Estate Planning and Cryptocurrency
Cryptocurrency has become a popular investment in recent years. The meteoric rise of Bitcoin during the past decade has created a lot of new millionaires and gotten the attention of many investors who are looking for a place to earn a strong ROI. Crypto assets have also raised a lot of questions, however. And one of these is how they should be transferred to heirs and beneficiaries when the owner of the asset passes away.
How does Cryptocurrency Work?
Cryptocurrency is a class of digital assets that are created through a process known as “mining”. Mining involves the use of computer power to solve complex mathematical equations that generate “coins.”
Once created, these digital coins can be circulated and traded outside of the purview of a monetary authority such as a central bank. This peer-to-peer trading system enables anyone from anywhere in the world to send and receive crypto assets.
Cryptocurrency is not a physical currency that someone might carry around in their pockets. Instead, it is housed in an encrypted “digital wallet”, which could either be stored using secure online software or a physical device such as a flash drive. Advanced coding and encryption are used in the storing and trading of crypto assets in order to provide safety and privacy for its owners.
There are thousands of cryptocurrencies that are in circulation today. Bitcoin is the pioneer in the industry, and it is still the largest cryptocurrency with a market cap of nearly $400 billion. Ethereum is the second largest with a market cap of nearly $200 billion, and Tether is the third largest, with a market cap of nearly $70 billion.
Each cryptocurrency operates through a digital public ledger known as “blockchain”, which keeps an updated record of transactions and how much currency each account holder possesses. Users can purchase cryptocurrencies from brokers, then store and spend what they own through their digital wallet. There is no name assigned to their account, and the digital wallet can only be accessed using a private key that usually comes in the form of a 64-digit hexadecimal code.
Challenges with Cryptocurrency and Estate Planning
Because cryptocurrencies are designed anonymously with security and privacy in mind, they pose a number of challenges when it comes to estate planning and passing crypto assets on to the next generation. First and foremost, since the cryptocurrency is stored in a digital wallet with no name or any other personally identifying information attached to it, the asset will most likely go undiscovered if the owner fails to notify anyone else of its existence before he/she dies.
Secondly, even if the heirs are aware that the decedent owns crypto assets, they will still not be able to access the asset without the owner’s private key. That key is the only way to get into the digital wallet, and if it is lost, there is no way to recover the cryptocurrency that is inside the wallet, which means it could be lost forever.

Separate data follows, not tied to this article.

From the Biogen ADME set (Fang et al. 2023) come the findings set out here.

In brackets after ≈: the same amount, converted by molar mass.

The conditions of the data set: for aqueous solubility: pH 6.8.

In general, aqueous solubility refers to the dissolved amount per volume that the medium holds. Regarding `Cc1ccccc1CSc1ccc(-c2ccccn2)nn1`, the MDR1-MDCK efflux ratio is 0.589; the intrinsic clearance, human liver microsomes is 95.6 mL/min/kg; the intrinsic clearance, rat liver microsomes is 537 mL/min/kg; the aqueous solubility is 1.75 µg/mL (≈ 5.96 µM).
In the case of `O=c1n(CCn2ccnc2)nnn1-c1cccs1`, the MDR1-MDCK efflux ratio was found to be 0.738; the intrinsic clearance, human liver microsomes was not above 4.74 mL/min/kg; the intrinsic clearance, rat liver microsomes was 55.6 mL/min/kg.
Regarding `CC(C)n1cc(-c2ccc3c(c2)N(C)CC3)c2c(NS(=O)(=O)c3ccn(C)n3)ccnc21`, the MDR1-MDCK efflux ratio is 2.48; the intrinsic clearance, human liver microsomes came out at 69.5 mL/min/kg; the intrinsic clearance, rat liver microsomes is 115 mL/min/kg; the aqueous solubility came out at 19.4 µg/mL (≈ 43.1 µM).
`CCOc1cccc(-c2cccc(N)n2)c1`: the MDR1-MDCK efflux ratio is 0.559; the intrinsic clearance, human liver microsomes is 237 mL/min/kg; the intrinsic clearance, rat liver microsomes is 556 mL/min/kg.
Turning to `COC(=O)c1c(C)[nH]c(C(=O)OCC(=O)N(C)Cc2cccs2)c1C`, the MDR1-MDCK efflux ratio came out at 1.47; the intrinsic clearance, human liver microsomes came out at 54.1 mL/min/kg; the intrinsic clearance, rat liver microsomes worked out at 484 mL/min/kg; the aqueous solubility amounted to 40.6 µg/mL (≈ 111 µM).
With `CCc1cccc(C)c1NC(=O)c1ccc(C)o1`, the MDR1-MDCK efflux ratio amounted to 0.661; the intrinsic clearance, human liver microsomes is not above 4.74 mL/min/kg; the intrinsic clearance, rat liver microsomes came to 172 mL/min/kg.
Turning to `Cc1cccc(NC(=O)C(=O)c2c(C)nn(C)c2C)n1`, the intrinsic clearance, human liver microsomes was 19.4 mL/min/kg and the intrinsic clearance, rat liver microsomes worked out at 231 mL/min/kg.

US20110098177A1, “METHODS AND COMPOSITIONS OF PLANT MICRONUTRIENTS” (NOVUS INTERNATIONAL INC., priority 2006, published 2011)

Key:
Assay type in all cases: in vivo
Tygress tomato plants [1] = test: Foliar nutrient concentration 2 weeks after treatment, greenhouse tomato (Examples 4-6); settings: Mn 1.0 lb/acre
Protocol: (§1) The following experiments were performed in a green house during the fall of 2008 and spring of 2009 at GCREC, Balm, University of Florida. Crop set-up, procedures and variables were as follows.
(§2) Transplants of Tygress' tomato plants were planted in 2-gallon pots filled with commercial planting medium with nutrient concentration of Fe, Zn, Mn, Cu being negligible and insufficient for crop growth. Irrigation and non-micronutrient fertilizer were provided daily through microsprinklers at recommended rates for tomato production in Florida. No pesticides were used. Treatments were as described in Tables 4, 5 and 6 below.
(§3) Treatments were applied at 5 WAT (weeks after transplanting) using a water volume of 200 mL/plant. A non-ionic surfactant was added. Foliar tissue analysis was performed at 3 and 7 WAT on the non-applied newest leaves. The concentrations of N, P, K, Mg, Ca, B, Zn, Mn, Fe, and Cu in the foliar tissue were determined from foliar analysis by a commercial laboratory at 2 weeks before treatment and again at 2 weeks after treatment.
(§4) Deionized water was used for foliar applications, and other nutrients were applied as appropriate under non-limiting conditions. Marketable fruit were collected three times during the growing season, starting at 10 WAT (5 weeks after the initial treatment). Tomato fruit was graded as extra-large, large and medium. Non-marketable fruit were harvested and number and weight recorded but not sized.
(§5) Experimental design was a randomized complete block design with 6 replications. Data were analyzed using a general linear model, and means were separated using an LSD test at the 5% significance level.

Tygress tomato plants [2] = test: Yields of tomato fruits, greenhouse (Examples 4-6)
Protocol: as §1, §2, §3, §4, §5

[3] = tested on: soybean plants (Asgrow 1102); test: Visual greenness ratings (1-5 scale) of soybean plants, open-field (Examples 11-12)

Another issue that further complicates estate planning with cryptocurrency is that because there is no identifying information attached to the asset, crypto assets cannot be placed into the name of a trust.
With stocks, bonds, and other traditional investment accounts, the assets could be placed in the name of a revocable living trust, for example, so that they can pass directly to beneficiaries when the owner passes away (without the need for the assets to go through probate). But this strategy cannot be employed with cryptocurrencies.
Those who own cryptocurrency need to accomplish two primary goals to ensure that this asset is kept secure and transferred successfully at the time of their passing:
- Keep their private key fully secure while they are alive, so no one can steal it and access their digital wallet.
- Set up an effective way to disclose their crypto assets to their heirs and securely transfer their private key after they die.
One of the most common ways to resolve this is to create a document with detailed instructions on how to access your private key. This document may also need to contain an overview of how cryptocurrencies work so that your heirs can better understand what they are doing.
You will also need a safe place to store this document, such as inside a safety deposit box along with your will and other important documents. Be sure to work closely with your estate planning attorney to set up the solution that works best for you.
Contact Our Skilled and Knowledgeable Southern Alabama Estate Planning Lawyers
Cryptocurrency is an emerging asset class that can cause some complications when it comes to estate planning. But with the help of an experienced attorney, you can implement a strategy to overcome the inherent challenges of having crypto assets in your estate.
For assistance with estate planning in southern Alabama, contact Stone Crosby, P.C. Call our Daphne, AL office today at (251) 626-6696 or message us online to set up a personalized consultation with one of our attorneys.